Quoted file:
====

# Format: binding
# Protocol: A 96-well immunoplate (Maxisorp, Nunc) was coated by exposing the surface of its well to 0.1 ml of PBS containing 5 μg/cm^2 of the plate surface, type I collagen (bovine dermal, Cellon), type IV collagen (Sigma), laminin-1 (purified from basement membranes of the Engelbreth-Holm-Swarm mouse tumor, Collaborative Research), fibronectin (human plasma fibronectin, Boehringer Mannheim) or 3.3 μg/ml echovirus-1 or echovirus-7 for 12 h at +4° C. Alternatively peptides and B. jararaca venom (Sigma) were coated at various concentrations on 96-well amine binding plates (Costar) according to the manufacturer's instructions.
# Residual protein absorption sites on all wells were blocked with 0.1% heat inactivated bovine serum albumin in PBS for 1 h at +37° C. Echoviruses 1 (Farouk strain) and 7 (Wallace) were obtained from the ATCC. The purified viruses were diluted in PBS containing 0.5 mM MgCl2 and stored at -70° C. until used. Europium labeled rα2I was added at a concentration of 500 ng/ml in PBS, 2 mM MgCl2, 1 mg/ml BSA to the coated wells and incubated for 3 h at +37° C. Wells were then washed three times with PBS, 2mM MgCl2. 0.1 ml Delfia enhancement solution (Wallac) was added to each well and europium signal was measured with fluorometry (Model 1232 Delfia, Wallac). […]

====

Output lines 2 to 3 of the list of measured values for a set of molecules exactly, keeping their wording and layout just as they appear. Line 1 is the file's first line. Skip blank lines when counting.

# Protocol: A 96-well immunoplate (Maxisorp, Nunc) was coated by exposing the surface of its well to 0.1 ml of PBS containing 5 μg/cm^2 of the plate surface, type I collagen (bovine dermal, Cellon), type IV collagen (Sigma), laminin-1 (purified from basement membranes of the Engelbreth-Holm-Swarm mouse tumor, Collaborative Research), fibronectin (human plasma fibronectin, Boehringer Mannheim) or 3.3 μg/ml echovirus-1 or echovirus-7 for 12 h at +4° C. Alternatively peptides and B. jararaca venom (Sigma) were coated at various concentrations on 96-well amine binding plates (Costar) according to the manufacturer's instructions.
# Residual protein absorption sites on all wells were blocked with 0.1% heat inactivated bovine serum albumin in PBS for 1 h at +37° C. Echoviruses 1 (Farouk strain) and 7 (Wallace) were obtained from the ATCC. The purified viruses were diluted in PBS containing 0.5 mM MgCl2 and stored at -70° C. until used. Europium labeled rα2I was added at a concentration of 500 ng/ml in PBS, 2 mM MgCl2, 1 mg/ml BSA to the coated wells and incubated for 3 h at +37° C. Wells were then washed three times with PBS, 2mM MgCl2. 0.1 ml Delfia enhancement solution (Wallac) was added to each well and europium signal was measured with fluorometry (Model 1232 Delfia, Wallac). […]